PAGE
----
Kaspersky researchers have conducted a comprehensive study of the latest updates to the Windows, Mac OS and Linux versions of FinSpy spyware, as well as its installers. Eight months of research have revealed that FinFisher is one of the most difficult spyware to detect.
FinFisher (also known as FinSpy or Wingbird) is a monitoring tool that Kaspersky has been monitoring since 2011. The program is capable of collecting various credentials, file lists and deleted files, as well as various documents, live streams or recordings, and has access to a webcam and microphone. Its Windows plug-ins were detected and researched several times until 2018, when FinFisher seemed to disappear from the radar.
Subsequently, Kaspersky’s solutions found suspicious installers that were legitimate applications, e.g. were installers of TeamViewer, VLC Media Player, and WinRAR, and contained malicious code that could not be linked to any known malware.
Then one day they found a Burmese-language website that had copies of the infected installers and the Android version of FinFisher, so it was determined that they were all infected with the same spyware with a Trojan virus. This discovery prompted Kaspersky researchers to further investigate FinFisher.
Unlike previous versions of spyware, where the Trojan virus was contained directly in the infected application, the new instances were protected by two components: a non-persistent pre-validator and a post-validator. The first component runs several security checks to make sure that the device to be infected does not belong to a security researcher. The post-idator component is only started by the server if this check is successful. This component ensures that the victim who is intended to be infected is actually infected. Only then will the server issue a command to install the entire Trojan platform, the security company said in a statement.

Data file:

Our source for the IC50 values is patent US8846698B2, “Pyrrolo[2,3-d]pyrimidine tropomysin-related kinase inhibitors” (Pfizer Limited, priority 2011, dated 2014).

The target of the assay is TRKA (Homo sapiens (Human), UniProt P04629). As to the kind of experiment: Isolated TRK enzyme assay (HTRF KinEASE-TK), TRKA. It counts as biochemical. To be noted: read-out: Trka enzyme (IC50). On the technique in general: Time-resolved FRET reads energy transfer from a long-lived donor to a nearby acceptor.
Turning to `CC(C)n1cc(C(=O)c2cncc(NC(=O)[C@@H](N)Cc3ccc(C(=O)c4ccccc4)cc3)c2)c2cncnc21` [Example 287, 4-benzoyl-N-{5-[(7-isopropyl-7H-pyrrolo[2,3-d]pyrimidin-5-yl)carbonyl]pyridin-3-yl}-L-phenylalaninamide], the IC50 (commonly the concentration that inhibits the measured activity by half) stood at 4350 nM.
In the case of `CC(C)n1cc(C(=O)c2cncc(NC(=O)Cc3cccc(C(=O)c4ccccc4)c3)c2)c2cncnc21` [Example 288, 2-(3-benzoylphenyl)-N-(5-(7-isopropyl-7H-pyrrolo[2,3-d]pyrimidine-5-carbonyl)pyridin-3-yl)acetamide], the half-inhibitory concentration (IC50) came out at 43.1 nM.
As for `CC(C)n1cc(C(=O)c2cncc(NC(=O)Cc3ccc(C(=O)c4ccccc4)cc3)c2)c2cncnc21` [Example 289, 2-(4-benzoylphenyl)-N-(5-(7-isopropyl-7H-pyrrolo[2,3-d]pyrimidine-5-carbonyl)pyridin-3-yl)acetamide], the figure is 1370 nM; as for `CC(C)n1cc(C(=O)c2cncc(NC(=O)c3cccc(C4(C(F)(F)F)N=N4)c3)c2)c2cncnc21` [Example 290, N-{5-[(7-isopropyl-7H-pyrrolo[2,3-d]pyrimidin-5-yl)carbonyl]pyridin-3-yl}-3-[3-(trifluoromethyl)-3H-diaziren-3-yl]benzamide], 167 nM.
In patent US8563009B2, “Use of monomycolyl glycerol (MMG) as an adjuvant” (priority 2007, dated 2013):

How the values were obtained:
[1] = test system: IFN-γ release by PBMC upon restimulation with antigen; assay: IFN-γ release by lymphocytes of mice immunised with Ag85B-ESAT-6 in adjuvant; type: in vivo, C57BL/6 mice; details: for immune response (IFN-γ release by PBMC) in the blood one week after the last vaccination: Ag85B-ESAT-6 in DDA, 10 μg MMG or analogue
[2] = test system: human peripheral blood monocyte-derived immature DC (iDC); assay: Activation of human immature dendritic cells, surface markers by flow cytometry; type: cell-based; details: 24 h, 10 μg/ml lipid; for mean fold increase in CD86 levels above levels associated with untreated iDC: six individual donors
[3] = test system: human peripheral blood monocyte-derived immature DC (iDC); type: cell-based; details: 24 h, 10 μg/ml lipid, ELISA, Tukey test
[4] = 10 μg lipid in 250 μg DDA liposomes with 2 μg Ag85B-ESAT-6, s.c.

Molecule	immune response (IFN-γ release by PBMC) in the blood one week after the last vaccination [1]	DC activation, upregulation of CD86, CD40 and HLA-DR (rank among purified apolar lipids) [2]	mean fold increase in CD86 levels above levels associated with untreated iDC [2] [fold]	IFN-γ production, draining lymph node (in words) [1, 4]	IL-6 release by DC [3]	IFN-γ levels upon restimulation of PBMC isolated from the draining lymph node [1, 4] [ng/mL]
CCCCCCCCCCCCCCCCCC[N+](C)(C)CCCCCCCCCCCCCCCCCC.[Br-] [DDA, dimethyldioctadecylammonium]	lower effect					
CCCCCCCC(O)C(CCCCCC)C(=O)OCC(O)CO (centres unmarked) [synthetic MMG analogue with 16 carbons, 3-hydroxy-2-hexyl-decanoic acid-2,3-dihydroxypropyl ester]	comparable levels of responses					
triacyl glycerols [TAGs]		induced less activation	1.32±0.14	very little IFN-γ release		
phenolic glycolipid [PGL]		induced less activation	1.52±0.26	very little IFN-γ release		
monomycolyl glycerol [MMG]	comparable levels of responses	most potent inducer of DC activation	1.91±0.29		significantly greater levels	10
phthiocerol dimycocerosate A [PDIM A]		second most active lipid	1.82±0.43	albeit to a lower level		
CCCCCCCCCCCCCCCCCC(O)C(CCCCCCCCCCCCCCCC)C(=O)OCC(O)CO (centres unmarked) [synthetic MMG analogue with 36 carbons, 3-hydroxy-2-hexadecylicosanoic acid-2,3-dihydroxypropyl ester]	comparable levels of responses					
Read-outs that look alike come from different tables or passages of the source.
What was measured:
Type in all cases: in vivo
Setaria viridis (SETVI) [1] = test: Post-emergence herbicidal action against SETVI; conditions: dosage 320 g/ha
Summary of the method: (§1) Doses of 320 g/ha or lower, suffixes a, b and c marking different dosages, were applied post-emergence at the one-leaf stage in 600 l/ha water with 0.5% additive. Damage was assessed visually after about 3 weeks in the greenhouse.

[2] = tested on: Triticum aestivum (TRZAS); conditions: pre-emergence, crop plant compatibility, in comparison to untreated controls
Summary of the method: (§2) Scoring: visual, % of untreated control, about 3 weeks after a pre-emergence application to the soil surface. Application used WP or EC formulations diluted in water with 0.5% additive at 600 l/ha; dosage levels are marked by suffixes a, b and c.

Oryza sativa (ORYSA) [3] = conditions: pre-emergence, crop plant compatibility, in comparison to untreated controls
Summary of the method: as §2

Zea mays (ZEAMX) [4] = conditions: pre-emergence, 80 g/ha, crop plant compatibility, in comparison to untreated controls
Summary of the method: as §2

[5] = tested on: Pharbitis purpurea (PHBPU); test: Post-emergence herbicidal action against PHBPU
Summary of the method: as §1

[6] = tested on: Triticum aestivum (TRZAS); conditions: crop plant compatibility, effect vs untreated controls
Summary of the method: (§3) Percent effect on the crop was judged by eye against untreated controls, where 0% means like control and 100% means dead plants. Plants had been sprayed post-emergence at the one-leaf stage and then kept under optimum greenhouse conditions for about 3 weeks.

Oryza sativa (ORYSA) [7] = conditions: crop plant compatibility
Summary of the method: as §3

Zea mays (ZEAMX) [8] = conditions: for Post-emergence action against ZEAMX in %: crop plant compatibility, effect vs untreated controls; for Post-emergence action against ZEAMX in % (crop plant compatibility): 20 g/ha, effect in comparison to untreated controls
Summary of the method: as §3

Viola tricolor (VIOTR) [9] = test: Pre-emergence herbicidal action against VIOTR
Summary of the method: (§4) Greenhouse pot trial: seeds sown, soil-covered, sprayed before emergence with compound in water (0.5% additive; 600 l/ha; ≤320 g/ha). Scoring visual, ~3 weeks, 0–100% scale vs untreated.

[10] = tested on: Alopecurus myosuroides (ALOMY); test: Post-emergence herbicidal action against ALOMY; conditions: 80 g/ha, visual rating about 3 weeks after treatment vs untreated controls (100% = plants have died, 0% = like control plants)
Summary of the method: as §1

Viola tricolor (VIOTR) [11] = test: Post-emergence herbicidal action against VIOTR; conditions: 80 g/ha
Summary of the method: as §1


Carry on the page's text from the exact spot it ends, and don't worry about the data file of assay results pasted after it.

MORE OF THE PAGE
The Trojan collects information using specific methods. For example, it uses developer mode in the browser to capture HTTPS-protected traffic. Researchers have also discovered an instance of FinFisher that replaces the Windows UEFI bootloader – a component that starts the operating system after the firmware starts, along with a malware. This method of infection allowed attackers to install a bootkit without bypassing firmware security checks. UEFI infections are very rare and usually difficult to perform.
Of particular concern, but also somewhat impressive, is how much energy has been put into making FinFisher unavailable to security researchers. The developers seem to have invested at least as much work in obfuscation and anti-analysis procedures as in the Trojan virus itself. Therefore, this spyware is particularly difficult to track and detect due to its ability to bypass detection and analysis. They are installed with a high degree of precision and are virtually impossible to analyze, which also means that its victims are particularly vulnerable and researchers face a special challenge, as it requires a huge amount of resources to unpack each specimen. I think that complex threats, like FinFisher, illustrate the importance of collaboration and knowledge exchange between security researchers and investing in new types of security solutions to combat similar threats. ”
He said about it Igor Kuznetsov, a senior security researcher at Kaspersky ‘s global research and analysis team.
Kaspersky recommends the following to protect against threats like FinFisher:
- Only download applications and programs from trusted websites.
- Remember to update your operating system and all software regularly. Installing updated software versions can resolve many security issues.
- By default, do not trust the attachments you receive in the email. Before you click on an attachment to open it, or before you click on a link, think carefully about whether it came from someone you know and trust, expected, clean? Hover over the link or attachment to see what its name is or where it actually takes you.
- Do not install software from unknown sources, as they may contain, and often contain, malicious files.
- Use a strong security solution on all your computers and mobile devices, such as Kaspersky Internet Security for Android or Kaspersky Total Security.